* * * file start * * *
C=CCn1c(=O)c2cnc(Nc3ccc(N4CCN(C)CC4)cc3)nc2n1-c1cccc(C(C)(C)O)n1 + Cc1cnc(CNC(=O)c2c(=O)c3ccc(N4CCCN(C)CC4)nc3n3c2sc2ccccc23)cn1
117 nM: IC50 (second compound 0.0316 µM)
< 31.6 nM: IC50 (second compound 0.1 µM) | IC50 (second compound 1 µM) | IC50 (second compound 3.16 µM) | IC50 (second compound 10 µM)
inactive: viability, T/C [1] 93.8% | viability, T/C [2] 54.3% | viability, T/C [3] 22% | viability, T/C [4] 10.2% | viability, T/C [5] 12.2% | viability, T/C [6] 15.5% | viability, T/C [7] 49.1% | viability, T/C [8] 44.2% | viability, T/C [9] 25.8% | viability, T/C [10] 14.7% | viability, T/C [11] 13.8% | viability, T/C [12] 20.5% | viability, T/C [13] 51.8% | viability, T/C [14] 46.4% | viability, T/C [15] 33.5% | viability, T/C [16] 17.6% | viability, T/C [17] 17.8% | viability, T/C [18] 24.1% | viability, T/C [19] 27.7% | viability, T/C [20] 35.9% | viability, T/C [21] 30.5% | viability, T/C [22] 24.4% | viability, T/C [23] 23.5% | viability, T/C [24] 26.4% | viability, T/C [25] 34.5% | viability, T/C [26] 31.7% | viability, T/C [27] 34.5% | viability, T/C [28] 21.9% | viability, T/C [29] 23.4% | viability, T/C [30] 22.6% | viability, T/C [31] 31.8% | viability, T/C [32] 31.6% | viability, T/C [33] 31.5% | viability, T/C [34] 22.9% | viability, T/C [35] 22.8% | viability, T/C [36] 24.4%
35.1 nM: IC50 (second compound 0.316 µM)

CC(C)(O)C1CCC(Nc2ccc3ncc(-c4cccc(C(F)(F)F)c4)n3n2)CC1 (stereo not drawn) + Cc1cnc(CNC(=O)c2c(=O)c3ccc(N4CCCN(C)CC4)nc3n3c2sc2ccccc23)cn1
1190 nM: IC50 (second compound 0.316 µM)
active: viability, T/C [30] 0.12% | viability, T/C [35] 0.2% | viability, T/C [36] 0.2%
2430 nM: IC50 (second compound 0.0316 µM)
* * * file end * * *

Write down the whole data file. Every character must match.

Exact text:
C=CCn1c(=O)c2cnc(Nc3ccc(N4CCN(C)CC4)cc3)nc2n1-c1cccc(C(C)(C)O)n1 + Cc1cnc(CNC(=O)c2c(=O)c3ccc(N4CCCN(C)CC4)nc3n3c2sc2ccccc23)cn1
117 nM: IC50 (second compound 0.0316 µM)
< 31.6 nM: IC50 (second compound 0.1 µM) | IC50 (second compound 1 µM) | IC50 (second compound 3.16 µM) | IC50 (second compound 10 µM)
inactive: viability, T/C [1] 93.8% | viability, T/C [2] 54.3% | viability, T/C [3] 22% | viability, T/C [4] 10.2% | viability, T/C [5] 12.2% | viability, T/C [6] 15.5% | viability, T/C [7] 49.1% | viability, T/C [8] 44.2% | viability, T/C [9] 25.8% | viability, T/C [10] 14.7% | viability, T/C [11] 13.8% | viability, T/C [12] 20.5% | viability, T/C [13] 51.8% | viability, T/C [14] 46.4% | viability, T/C [15] 33.5% | viability, T/C [16] 17.6% | viability, T/C [17] 17.8% | viability, T/C [18] 24.1% | viability, T/C [19] 27.7% | viability, T/C [20] 35.9% | viability, T/C [21] 30.5% | viability, T/C [22] 24.4% | viability, T/C [23] 23.5% | viability, T/C [24] 26.4% | viability, T/C [25] 34.5% | viability, T/C [26] 31.7% | viability, T/C [27] 34.5% | viability, T/C [28] 21.9% | viability, T/C [29] 23.4% | viability, T/C [30] 22.6% | viability, T/C [31] 31.8% | viability, T/C [32] 31.6% | viability, T/C [33] 31.5% | viability, T/C [34] 22.9% | viability, T/C [35] 22.8% | viability, T/C [36] 24.4%
35.1 nM: IC50 (second compound 0.316 µM)

CC(C)(O)C1CCC(Nc2ccc3ncc(-c4cccc(C(F)(F)F)c4)n3n2)CC1 (stereo not drawn) + Cc1cnc(CNC(=O)c2c(=O)c3ccc(N4CCCN(C)CC4)nc3n3c2sc2ccccc23)cn1
1190 nM: IC50 (second compound 0.316 µM)
active: viability, T/C [30] 0.12% | viability, T/C [35] 0.2% | viability, T/C [36] 0.2%
2430 nM: IC50 (second compound 0.0316 µM)